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A comedian gets one step closer to becoming Ukrainian president

Credit: Reuters Studio
Published on April 1, 2019 - Duration: 01:41s

A comedian gets one step closer to becoming Ukrainian president

A comedian with a popular anti-corruption message but no political experience has taken the lead in the first round of Ukraine's presidential election.

Saskia O'Donoghue reports

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A comedian gets one step closer to becoming Ukrainian president

A comedian with no political experience has beaten the incumbent Ukrainian president in the country's first round of voting.

Volodymyr Zelenskiy, who plays a fictional president on TV, held a comfortable lead over President Petro Poroshenko on Monday (March 31).

A vote which was deemed to be largely free and fair by the national electoral commission.

The pair beat 37 other candidates and are set to go head-to-head in a second round run-off on April 21.

Poroshenko called the result a "severe lesson", especially from younger voters, and urged their support in round two.

Propelled by his anti-establishment appeal, newcomer Zelenskiy must convince voters he is fit to lead a country that has been at war ever since protests in 2014 ejected a pro-Kremlin government and Russia annexed the Crimean peninsula.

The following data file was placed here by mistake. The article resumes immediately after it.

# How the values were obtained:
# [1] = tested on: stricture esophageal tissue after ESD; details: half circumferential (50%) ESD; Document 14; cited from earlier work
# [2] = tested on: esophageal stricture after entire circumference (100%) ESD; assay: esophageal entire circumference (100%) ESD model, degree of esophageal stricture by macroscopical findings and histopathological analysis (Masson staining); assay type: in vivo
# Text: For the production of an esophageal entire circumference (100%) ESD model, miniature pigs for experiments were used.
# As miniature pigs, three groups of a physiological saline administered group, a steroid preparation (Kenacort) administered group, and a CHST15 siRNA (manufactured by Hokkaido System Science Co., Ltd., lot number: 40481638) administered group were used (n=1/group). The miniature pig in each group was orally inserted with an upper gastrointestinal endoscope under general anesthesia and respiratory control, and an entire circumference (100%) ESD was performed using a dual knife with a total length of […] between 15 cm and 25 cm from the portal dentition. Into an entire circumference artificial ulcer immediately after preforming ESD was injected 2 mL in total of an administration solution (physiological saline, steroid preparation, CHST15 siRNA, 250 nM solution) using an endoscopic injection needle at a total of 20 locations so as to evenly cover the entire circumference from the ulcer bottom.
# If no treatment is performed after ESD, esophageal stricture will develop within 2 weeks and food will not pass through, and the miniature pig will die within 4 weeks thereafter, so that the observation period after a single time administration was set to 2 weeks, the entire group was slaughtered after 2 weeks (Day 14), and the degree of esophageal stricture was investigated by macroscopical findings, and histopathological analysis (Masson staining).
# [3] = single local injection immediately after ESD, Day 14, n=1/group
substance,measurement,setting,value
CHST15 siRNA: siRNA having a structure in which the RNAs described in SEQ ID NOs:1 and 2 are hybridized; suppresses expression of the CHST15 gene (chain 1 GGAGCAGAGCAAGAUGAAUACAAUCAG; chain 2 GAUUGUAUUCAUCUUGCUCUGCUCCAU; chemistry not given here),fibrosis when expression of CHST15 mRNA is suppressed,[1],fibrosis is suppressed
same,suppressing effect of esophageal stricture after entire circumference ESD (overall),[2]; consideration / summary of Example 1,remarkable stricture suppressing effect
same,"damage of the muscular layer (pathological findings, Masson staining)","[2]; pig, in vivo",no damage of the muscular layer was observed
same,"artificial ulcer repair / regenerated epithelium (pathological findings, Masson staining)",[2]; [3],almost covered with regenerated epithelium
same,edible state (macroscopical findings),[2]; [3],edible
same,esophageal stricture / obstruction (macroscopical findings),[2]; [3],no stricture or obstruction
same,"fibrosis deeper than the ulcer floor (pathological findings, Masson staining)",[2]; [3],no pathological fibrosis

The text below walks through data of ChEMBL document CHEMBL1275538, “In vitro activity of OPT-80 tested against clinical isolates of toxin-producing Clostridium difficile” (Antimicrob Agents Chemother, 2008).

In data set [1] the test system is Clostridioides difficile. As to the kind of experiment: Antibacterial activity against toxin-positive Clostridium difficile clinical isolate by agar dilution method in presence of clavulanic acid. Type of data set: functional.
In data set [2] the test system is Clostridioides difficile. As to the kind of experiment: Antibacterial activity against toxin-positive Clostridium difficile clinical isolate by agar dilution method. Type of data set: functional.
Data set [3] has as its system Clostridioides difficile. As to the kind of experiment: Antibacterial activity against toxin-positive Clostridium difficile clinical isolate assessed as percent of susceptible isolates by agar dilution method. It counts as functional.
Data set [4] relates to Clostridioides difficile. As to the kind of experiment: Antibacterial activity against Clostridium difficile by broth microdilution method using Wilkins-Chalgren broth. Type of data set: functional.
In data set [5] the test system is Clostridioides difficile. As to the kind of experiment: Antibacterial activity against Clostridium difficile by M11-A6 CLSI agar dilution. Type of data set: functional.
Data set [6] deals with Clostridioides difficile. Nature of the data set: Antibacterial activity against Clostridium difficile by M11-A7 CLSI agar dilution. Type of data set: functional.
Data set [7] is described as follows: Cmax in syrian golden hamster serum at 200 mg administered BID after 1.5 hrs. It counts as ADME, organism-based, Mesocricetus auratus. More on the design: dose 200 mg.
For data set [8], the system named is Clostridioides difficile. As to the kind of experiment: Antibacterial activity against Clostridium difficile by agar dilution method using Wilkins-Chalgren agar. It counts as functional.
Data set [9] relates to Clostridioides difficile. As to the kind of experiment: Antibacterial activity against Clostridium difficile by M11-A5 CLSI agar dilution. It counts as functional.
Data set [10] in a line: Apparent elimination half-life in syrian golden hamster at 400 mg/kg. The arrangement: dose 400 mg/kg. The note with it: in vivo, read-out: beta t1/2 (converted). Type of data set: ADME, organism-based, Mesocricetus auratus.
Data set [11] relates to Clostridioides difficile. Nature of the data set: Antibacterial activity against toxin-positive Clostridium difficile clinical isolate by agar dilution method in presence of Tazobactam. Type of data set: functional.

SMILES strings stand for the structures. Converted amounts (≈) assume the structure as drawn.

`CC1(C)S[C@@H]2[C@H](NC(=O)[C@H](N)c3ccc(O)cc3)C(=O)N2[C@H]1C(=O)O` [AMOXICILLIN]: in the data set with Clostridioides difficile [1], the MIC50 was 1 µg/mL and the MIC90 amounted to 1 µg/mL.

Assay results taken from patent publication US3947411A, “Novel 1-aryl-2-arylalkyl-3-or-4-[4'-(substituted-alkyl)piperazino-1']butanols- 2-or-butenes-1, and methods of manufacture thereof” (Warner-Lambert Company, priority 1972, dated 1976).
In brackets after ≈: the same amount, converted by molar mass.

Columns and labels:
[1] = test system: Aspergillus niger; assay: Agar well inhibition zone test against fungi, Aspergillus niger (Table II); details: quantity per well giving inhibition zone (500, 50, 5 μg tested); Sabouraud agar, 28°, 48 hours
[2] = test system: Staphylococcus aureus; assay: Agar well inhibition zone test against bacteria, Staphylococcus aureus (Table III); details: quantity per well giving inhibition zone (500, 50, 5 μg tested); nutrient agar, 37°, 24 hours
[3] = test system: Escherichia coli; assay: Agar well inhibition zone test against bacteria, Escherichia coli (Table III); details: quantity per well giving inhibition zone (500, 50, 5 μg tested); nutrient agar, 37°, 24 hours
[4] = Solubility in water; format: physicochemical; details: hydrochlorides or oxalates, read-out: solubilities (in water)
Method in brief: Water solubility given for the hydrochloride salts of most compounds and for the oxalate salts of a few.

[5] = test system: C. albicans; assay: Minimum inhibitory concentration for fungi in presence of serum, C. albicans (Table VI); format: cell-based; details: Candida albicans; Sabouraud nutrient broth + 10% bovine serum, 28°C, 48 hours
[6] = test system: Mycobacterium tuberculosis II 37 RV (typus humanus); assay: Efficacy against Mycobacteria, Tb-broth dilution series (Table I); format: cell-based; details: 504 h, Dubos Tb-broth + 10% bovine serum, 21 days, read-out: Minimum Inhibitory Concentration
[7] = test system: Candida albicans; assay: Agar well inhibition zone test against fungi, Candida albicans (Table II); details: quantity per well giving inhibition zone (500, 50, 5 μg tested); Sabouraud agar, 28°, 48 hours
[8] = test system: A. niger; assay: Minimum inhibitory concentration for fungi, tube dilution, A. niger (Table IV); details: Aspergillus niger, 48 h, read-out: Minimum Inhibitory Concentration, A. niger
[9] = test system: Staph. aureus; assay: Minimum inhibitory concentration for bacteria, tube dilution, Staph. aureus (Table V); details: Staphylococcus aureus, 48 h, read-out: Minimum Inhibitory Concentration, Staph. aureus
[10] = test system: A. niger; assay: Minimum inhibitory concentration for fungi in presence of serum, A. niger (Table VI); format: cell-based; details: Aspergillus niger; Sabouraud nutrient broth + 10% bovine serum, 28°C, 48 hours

Both Zelenskiy and incumbent Poroshenko face firmly west.

Neither wants to move Ukraine back into Russia's orbit.

Poroshenko has fought to integrate the country with the European Union and NATO while strengthening the military that is fighting Kremlin-backed separatists in Ukraine's east.

Pushing the Ukrainian language and helping to establish a new independent Orthodox church, he's cast himself as the man to prevent Ukraine again becoming a Russian vassal state.

But polls say that just 9 percent of Ukrainians have confidence in their national government.

That's the lowest of any electorate in the world.

Zelenskiy is hoping to change that - although his inexperience and apparent lack of policy detail make Western officials and foreign investors wary.

And Poroshenko has warned that his rival's reliance on social media and jokes renders him unfit to represent Ukraine abroad, especially when taking on Russian President Vladimir Putin in international talks.

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